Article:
In 1962, in the midst of the Cold War and the civil rights movement, Edmund Wilson published a book that decried the Civil War literature of “patriotic gore” by which men and women of the time justified horrors and bore tremendous burdens. Wilson was a realist who believed that power and conquest, rather than justice, were the root of all wars, including the Civil War and the Second World War. Wilson’s last essay examined the mind of Oliver Wendell Holmes, whose Civil War experiences shaped his Supreme Court opinions, and for whom, Wilson says, “might makes rights.” Wilson was hardly opposed to this unsentimental formulation, but it turns back against his own cynicism with regard to the anti-slavery cause and it raises the political stakes: defeat your enemies.
We haven’t laid the Civil War burdens down, because we have to relearn the lesson with every new situation that shows that Union victory and Confederate defeat live on for many “white” Americans who sentimentally revere the cause of the Old South. The massacre in Charleston, South Carolina, was the impetus, in Texas, for Bexar County Commissioner Tommy Calvert to make a useful suggestion on July 18, 2015. At a rally in San Antonio’s Travis Park (named for a hero of the Alamo defenders), where he and others called for taking down a statue honoring Confederate soldiers, he said that wherever the statue ends up, it should be accompanied by a text that makes clear that those soldiers fought for the dishonorable cause of slavery. The text, which Calvert brought with him, is the Texas Declaration of Causes of Secession, stating the Confederates’ intent to fight for slavery and white supremacy. Added text could also point out that the statue was put up in 1899 during a new nationwide battle, over populism, that threatened to supplant sectional conflict with a new class politics.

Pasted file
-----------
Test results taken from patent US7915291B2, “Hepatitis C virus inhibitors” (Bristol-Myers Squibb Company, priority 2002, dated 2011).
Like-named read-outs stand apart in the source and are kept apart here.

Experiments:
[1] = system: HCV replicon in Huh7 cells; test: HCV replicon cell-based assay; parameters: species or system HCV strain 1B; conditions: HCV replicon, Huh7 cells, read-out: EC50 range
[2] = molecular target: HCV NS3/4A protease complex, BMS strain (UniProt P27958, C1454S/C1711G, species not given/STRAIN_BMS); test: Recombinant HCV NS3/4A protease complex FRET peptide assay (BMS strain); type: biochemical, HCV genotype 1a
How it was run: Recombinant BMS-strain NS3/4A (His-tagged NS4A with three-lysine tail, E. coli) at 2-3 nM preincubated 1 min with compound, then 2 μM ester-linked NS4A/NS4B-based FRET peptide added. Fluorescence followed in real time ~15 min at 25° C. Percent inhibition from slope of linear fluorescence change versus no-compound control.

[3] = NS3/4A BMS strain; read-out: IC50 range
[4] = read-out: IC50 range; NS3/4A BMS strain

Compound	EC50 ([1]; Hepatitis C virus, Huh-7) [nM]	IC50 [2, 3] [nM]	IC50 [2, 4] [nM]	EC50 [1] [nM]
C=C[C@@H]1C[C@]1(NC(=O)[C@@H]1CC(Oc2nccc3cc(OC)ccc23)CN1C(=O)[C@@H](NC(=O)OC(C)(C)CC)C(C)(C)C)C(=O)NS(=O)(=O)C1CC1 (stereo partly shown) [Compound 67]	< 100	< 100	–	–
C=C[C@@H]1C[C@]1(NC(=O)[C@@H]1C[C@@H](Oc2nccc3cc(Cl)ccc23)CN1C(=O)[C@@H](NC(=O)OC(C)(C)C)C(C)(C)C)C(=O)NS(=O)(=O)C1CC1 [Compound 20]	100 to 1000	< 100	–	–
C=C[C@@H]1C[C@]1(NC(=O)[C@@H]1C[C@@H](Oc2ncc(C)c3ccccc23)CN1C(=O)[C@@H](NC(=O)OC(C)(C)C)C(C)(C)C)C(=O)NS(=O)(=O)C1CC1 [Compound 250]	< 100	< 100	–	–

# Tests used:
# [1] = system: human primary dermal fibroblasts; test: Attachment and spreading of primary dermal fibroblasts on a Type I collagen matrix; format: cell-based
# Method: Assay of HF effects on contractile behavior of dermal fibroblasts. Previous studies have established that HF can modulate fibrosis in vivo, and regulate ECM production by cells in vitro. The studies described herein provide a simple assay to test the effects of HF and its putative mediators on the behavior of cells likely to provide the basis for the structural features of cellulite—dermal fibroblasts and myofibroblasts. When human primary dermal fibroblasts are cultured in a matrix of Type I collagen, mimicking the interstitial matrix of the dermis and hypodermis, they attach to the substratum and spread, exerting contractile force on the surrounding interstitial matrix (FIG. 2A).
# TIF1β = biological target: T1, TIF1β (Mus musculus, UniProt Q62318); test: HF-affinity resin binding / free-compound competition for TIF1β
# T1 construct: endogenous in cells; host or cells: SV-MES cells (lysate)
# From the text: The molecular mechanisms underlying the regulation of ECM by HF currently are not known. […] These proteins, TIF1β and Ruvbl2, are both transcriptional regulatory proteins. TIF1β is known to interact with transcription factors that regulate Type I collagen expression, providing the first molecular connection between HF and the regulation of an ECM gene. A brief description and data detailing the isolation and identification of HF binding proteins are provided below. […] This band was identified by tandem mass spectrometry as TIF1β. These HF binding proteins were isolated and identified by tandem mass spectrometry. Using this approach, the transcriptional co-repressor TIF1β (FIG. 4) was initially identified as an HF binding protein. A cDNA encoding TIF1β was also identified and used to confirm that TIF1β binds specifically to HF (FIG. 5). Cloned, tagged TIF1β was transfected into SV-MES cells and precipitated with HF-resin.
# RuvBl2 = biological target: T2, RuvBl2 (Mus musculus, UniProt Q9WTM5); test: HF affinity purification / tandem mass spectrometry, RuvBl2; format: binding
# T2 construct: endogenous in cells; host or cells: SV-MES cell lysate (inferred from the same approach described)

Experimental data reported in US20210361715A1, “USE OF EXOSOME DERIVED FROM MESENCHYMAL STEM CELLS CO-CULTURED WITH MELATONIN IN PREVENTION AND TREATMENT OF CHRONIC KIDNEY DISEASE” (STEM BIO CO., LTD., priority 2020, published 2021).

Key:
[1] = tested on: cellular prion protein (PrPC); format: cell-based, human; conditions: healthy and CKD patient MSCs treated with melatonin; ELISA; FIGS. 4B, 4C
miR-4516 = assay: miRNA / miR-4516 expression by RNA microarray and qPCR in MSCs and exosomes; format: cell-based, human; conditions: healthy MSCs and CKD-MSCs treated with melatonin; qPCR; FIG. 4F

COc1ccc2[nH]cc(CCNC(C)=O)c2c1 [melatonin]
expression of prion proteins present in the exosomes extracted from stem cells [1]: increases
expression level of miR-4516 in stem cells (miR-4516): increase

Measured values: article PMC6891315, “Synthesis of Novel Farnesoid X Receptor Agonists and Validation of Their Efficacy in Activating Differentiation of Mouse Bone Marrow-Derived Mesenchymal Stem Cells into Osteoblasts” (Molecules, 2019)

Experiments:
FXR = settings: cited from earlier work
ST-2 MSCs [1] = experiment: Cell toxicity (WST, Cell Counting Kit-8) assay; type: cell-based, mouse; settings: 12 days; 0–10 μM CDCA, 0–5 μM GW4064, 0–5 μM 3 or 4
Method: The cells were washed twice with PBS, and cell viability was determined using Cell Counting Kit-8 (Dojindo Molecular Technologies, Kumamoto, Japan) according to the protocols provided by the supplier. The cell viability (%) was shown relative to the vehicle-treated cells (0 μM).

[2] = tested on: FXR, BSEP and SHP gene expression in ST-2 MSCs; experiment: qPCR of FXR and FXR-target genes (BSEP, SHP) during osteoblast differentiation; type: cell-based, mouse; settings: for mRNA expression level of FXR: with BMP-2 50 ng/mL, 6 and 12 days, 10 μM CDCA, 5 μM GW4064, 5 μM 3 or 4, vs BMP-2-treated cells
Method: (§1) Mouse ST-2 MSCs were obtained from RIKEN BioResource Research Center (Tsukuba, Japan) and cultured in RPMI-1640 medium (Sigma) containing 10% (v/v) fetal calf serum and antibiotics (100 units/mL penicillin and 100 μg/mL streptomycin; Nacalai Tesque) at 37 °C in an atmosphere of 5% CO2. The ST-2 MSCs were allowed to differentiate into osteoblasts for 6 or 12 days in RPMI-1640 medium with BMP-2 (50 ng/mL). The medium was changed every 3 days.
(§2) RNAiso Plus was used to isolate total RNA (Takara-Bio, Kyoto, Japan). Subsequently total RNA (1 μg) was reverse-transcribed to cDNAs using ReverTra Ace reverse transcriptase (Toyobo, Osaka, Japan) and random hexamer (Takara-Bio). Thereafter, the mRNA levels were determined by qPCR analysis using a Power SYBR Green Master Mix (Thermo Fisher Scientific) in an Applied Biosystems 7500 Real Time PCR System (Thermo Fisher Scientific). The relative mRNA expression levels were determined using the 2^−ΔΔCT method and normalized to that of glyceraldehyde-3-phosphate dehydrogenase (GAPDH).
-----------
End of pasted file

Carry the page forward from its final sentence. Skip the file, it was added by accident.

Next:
Some Republicans desperately searching for an excuse to leave standing the symbols of the Confederacy argue that we can’t change history, as if history were something fixed in the past rather than something that has meaning for us today. By all means, let’s not erase history; let’s remember it all. We can change the meaning of the Confederacy now. The Confederate battle flag that South Carolina’s legislature recently decided to remove from the state capitol grounds was only put up at the capitol to protest civil rights in the mid-20th century, not to promote slavery in the mid-19th century. The huge Confederate memorial bas-relief at Stone Mountain in Georgia was dedicated in 1971, not 1871. Vice President Spiro Agnew attended the ceremony, for by then the Republican Party was in hot pursuit of its “Southern Strategy” of winning over the Democratic voters who had supported Alabama Governor George Wallace’s independent candidacy in 1968. The Republican Party sold itself to racist whites to hold on to power in Washington, just as previous generations of Democratic Party leaders had done. In our era, the Republican Party owns the Confederate flag politically; congressional Republicans have not allowed a vote to ban the Confederate flag at national parks. As Lee Atwater advised his party, after the Civil Rights Act of 1964 a politician couldn’t say “Nigger, nigger”—but he could say other things and know that the voters would hear the dog-whistle of race prejudice: “Southern heritage,” “tough on crime,” “war on drugs,” “welfare reform,” “mandatory sentencing,” “zero tolerance,” “underclass,” “reverse racism,” “stand your ground.”